The Biologics Price Competition and Innovation Act (BPCIA), enacted as part of the 2010 Patient Protection and Affordable Care Act (ACA), authorized the U.S. Food and Drug Administration (FDA) to create a new regulatory approval pathway for biosimilars, which are biologic drugs that are very similar to already approved "reference" biologics in terms of potency, safety, and efficacy, but manufactured by different companies. In the seven years since the ACA, many drug manufacturers worked to push new biosimilars through development and FDA review. As of July 2017, there were three marketed biosimilars and two more that were approved by the FDA but not yet marketed. BPCIA's shorter, lower-cost biosimilar approval pathway was designed to introduce competition among biologic manufacturers, leading to savings in spending on biologics. This article estimates potential future savings from biosimilars in the United States, summarizes the experience to date with the first marketed biosimilar in the United States, and discusses key policy issues surrounding biosimilars. We estimate that biosimilars will lead to a reduction of $54 billion in direct spending on biologic drugs from 2017 to 2026, or about 3 percent of total estimated biologic spending over the same period, with a range of $24 to $150 billion. While our estimate uses recent data and transparent assumptions, we caution that actual savings will hinge on industry, regulatory, prescriber, and insurer decisions, as well as potential future policy changes to strengthen the biosimilar market.
U.S. spending on prescription drugs increased by 4.8 percent to $323 billion from 2015 to 2016.1 The increasing use of specialty drugs—including biologics—is one of the main drivers of spending growth. Biologics are complex, protein-based drugs manufactured in living systems and include insulin; monoclonal antibodies to block inflammation in rheumatoid arthritis; and a range of drugs to treat cancer, multiple sclerosis, and other serious diseases. Biologics are a primary treatment option for several cancers and other serious conditions. While only 1–2 percent of the U.S. population is treated with a specialty drug each year—a category that includes biologics and other complex, often expensive drugs,2 biologics alone accounted for 38 percent of U.S. prescription drug spending in 2015 due to their high cost per dose,3 and for 70 percent of drug spending growth between 2010 and 2015.4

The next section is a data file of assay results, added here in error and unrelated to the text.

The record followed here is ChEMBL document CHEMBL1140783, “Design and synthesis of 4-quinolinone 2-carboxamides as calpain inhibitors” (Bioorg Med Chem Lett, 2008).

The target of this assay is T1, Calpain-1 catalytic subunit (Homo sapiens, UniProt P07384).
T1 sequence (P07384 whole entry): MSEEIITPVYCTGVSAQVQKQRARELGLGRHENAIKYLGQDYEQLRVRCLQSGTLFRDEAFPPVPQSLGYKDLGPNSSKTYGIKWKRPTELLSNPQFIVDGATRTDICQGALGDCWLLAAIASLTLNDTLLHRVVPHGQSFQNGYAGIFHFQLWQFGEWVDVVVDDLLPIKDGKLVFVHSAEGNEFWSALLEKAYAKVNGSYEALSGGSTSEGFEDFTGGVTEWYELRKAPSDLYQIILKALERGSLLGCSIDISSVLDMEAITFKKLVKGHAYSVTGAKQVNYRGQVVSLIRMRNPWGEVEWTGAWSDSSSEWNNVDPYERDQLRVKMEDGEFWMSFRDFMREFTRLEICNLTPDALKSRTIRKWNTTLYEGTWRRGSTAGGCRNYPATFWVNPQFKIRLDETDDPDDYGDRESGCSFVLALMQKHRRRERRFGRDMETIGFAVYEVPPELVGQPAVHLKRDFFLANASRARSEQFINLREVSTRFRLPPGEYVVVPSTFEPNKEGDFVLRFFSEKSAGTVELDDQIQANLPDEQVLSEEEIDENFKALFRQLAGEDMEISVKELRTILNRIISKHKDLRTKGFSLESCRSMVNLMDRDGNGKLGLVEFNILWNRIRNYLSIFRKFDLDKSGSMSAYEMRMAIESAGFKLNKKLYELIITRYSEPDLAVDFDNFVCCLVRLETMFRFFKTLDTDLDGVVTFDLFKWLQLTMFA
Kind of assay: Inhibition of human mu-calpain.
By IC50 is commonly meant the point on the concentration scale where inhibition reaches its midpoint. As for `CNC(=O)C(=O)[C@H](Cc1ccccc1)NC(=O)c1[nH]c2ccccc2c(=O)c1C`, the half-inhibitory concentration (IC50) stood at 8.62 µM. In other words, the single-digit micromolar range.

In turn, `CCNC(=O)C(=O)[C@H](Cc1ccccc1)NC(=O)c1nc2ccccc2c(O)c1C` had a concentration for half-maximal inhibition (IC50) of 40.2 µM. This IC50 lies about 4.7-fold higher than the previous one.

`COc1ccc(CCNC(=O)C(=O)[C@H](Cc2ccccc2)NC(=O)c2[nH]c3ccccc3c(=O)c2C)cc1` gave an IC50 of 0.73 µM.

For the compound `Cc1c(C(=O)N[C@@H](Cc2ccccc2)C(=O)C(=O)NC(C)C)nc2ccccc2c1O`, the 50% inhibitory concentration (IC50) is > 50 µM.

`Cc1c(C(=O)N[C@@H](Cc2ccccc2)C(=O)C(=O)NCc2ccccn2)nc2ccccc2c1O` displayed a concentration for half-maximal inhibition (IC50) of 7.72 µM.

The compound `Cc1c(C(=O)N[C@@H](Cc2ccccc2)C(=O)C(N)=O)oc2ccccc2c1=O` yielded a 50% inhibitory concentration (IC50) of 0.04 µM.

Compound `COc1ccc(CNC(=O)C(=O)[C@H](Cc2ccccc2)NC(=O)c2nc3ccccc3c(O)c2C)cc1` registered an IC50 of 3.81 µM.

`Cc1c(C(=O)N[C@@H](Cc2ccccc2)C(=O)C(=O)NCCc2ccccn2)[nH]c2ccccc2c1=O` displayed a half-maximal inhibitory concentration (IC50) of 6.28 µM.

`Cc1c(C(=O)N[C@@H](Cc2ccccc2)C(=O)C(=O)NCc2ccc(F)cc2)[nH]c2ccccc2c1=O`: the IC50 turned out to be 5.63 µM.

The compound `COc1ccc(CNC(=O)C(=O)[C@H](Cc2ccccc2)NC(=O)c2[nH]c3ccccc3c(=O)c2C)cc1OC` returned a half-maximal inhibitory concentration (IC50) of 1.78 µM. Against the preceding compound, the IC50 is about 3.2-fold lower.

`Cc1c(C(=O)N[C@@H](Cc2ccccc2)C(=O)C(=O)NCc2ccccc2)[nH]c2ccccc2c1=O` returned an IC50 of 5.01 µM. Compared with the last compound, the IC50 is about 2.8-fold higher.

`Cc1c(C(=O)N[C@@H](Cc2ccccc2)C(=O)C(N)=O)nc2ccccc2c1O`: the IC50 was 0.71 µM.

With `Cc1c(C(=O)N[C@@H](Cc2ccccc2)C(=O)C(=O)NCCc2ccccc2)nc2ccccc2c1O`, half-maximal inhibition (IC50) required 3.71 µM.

For over 30 years, the United States has implemented successful policies and regulations to promote competition between manufacturers of simpler, "small molecule" drugs after key patents expire or are successfully challenged in court. However, the provisions of the Hatch-Waxman Act of 1984 that created the U.S. generic drug industry do not apply to biologics, and until recently it did not make economic sense in most cases for manufacturers to bring competing biologics to market, even after the key patents and FDA-granted exclusivity periods protecting originator biologics expired.5 The BPCIA, enacted as part of the ACA, authorized the FDA to create a regulatory approval pathway for biologics that would be shorter and less expensive than a full new drug application. These biosimilar drugs are very similar to approved "reference" biologics in potency, safety, and efficacy, but with minor differences because they are derived from living organisms.
In the years following passage of the ACA, the FDA began releasing guidance to industry outlining its approach to regulating biosimilars.6 Many drug manufacturers intensified or initiated biosimilar development programs. The first applications under the FDA's biosimilar pathway were submitted in 2014. In March 2015, a biosimilar of filgrastim—a drug used to treat low white blood cell counts due to chemotherapy, among other causes—was the first to be approved. As of July 2017, there are three marketed biosimilars (one to filgrastim and two to infliximab), two biosimilars that are FDA-approved but not yet marketed (one each to adalimumab and etanercept),7 and over 60 biosimilar molecules in development for more than 20 reference biologics.8